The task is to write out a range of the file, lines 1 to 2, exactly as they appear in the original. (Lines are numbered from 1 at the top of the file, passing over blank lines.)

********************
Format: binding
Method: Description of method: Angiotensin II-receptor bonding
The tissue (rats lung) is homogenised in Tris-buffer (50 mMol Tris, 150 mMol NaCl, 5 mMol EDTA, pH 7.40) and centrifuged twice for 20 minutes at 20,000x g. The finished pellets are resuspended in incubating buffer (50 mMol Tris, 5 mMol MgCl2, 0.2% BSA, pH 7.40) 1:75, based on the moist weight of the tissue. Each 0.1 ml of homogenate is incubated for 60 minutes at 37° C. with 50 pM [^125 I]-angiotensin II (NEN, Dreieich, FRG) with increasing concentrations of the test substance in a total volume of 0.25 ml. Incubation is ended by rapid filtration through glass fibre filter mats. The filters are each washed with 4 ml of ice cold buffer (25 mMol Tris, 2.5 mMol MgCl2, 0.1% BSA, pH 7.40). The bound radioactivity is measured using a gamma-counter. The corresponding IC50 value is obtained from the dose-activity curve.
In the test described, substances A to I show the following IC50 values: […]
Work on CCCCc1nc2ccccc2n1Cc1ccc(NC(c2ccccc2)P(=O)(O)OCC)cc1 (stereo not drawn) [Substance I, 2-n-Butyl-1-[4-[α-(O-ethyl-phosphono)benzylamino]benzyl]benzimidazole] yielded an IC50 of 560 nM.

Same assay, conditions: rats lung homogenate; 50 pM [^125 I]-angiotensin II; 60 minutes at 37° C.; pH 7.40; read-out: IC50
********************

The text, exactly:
Format: binding
Method: Description of method: Angiotensin II-receptor bonding